in the ability of the health care profession to provide quality, accessible care for LGBT people. “That is an important theme that we need to keep in mind,” said Makadon.

At one time, hospitals were taking the lead in eliminating health care disparities among minority populations, but that role is now being shared more equally by community health centers and a variety of enabling organizations. Nonetheless, hospitals continue to be a key leader in this area, and the American Hospital Association (AHA) has issued the Health Research and Education Trust Disparities Toolkit for collecting race, ethnicity, and primary language information from patients. In issuing this toolkit, the AHA noted that disparities in health care can be addressed through a quality-of-care framework if data on race, ethnicity, and primary language are available. A 2003 report from Physicians for Human Rights, The Right to Equal Treatment, reiterated this message when it stated that data collection is not only central to quality assurance but also to help ensure nondiscrimination in access to care.

Makadon said that by the same token, health disparities that affect LGBT people will only be addressed if the health system collects data on sexual orientation and gender identity. The IOM, in its report The Health of Lesbian, Gay, Bisexual, and Transgender People: Building a Foundation for Better Understanding, noted the direct benefit of collecting data on sexual orientation and gender identity for individual patients. Only by asking patients about their LGBT status and collecting data on the LGBT population will it be possible to end LGBT invisibility in health care. As Makadon put it, “I would say that unless we can do something about collecting data on LGBT people, we can’t assure anyone that LGBT people are receiving quality care.” He then asked the workshop audience to think about the following questions:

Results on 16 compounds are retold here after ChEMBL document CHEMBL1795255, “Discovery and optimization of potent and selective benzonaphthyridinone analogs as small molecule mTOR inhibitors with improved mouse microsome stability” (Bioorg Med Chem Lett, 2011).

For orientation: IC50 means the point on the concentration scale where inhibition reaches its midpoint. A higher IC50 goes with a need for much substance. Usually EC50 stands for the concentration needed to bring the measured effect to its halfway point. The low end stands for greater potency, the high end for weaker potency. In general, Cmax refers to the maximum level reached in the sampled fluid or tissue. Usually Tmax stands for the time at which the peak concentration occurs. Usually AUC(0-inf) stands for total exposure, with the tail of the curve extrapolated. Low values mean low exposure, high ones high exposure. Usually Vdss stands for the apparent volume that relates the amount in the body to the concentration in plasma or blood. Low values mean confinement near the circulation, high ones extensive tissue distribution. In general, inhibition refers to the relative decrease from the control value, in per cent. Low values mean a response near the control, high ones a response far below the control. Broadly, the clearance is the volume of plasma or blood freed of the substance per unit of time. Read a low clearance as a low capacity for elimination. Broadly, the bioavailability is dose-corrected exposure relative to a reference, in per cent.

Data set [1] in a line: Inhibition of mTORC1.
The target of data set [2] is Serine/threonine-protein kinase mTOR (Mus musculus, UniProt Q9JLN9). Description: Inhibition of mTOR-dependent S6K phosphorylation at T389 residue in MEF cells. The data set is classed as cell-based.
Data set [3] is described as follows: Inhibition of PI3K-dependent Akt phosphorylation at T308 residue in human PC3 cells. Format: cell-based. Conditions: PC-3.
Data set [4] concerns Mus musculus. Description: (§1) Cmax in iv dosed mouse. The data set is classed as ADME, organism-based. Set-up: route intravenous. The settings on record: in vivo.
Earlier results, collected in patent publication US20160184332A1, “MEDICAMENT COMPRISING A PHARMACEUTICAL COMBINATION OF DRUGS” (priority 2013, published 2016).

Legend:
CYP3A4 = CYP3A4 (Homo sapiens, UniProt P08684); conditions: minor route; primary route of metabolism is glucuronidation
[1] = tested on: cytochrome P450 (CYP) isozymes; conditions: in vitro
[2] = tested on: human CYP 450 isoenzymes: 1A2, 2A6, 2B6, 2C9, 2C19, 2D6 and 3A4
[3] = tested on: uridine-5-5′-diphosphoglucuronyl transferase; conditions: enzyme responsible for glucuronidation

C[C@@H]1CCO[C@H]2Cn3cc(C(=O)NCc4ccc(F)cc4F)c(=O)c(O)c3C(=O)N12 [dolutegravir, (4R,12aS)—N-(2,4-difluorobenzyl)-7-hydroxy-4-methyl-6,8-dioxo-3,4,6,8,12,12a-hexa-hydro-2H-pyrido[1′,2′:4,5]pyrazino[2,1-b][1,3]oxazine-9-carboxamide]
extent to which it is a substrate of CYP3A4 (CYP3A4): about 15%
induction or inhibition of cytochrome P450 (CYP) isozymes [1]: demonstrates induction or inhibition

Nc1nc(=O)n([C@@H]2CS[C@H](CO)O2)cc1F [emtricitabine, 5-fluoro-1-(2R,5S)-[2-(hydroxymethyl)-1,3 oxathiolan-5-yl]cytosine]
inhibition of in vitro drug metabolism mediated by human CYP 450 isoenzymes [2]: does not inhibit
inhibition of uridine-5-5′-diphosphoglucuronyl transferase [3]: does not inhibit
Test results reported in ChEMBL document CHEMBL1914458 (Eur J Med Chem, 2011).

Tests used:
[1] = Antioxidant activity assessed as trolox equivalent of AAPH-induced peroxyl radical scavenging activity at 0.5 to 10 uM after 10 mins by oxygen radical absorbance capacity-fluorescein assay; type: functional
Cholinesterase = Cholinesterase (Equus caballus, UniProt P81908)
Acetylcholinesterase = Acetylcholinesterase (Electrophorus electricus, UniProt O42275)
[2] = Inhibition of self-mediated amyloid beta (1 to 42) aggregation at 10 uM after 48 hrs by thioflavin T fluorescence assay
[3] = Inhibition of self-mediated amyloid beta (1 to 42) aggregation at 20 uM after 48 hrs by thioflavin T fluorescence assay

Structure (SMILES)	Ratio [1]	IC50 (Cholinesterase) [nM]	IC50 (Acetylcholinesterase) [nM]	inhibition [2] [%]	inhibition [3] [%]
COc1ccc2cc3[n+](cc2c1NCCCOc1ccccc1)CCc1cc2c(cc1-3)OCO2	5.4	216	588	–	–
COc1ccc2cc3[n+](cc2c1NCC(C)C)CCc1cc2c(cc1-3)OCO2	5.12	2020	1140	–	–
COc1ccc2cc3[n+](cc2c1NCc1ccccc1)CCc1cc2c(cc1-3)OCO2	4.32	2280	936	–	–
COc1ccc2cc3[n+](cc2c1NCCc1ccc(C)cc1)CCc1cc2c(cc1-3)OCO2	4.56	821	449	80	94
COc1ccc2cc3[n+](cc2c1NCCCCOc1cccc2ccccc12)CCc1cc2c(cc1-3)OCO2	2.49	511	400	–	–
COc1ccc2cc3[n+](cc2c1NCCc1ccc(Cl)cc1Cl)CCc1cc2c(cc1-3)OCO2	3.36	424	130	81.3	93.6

• Has a clinician ever asked about your sexual history, including behavior, health, and satisfaction?
  • Has a clinician ever asked you about your sexual orientation?
  • Has a clinician ever asked you about your gender identity?

Based on his experience, Makadon estimated that 10 to 20 percent of people would answer yes to the first question, but that close to zero would answer yes for the second and third questions. Given that there are medical issues related to sexual orientation and gender identity, it seems that it would be difficult to provide good medical care for LGBT people without that information, and it is equally challenging to assess the quality of care being provided to the LGBT population. He also remarked that the invisibility of the LGBT population results from a combination of patient reluctance to divulge information on sexual orientation or gender



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